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Old Oct 6, 2013, 6:22 PM   #1
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Default So who else does this?

So as my interest and skill with photography have grown, I started paying attention to every photo I see now. I am looking at the lighting, trying to diagnose or reverse engineer it. I am even doing this for TV and movies. So much so that I can't watch any dramatic TV any more without getting distracted from the story by the lighting.

Just me that has gone nuts?
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Old Oct 7, 2013, 4:55 AM   #2
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You should probably not see Stanley Kubrick's Barry Lyndon. It will drive you nuts, as would most any Kubrick film, but Barry Lyndon in particular. He shot it through Carl Zeiss Planar 50mm f/0.7 lenses, so he could do anything he wanted with the lighting and the depth of field.

Edit: Some of the scenes in Barry Lyndon were shot in candlelight, while others were shot to look like they were.
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Old Oct 7, 2013, 10:00 AM   #3
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It is actually a pretty good exercise, but don't get obsessed with it. You may start second guessing nature's lighting and moving the sun around for different effects, and annoying the rest of us. That way lies madness.


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Old Oct 14, 2013, 8:18 AM   #4
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Quote:
Originally Posted by NotDadsW41 View Post
So as my interest and skill with photography have grown, I started paying attention to every photo I see now. I am looking at the lighting, trying to diagnose or reverse engineer it. I am even doing this for TV and movies. So much so that I can't watch any dramatic TV any more without getting distracted from the story by the lighting.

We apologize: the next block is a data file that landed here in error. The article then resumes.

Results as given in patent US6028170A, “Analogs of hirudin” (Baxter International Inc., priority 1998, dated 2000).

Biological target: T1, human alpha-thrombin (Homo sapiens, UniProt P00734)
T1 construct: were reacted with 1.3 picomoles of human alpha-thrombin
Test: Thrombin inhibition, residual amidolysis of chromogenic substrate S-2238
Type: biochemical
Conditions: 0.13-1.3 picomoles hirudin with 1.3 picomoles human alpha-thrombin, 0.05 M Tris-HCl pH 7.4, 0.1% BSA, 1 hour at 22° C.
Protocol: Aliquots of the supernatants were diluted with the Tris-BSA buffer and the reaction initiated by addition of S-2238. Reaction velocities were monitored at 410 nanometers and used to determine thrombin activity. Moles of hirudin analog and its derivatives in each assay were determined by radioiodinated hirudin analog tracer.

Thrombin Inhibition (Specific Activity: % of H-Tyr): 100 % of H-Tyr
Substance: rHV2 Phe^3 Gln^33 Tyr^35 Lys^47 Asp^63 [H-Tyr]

Just me that has gone nuts?
As previously noted, as long as you're not obsessing over it, it's a great way to learn. I'd also recommend you take notice of how shots are framed in both still and video, after all, motion picture shooters are "pros" as well.
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Old Oct 18, 2013, 4:21 PM   #5
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As per the OP...I tend to do the same thing.

Real Estate always talks about the importance of 'location, location, location'.....photographers look at the importance of 'lighting, lighting, lighting'.
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Old Oct 18, 2013, 6:01 PM   #6
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I remember some time ago marvelling at the use of lighting/shadows in an old black and white movie- I wasn't looking for it,I just noticed...
"Uncle Silas"... 1947...!
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Old Oct 21, 2013, 5:50 PM   #7
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Same here and I always seem to find a great looking shot when I don't have a camera in hand.
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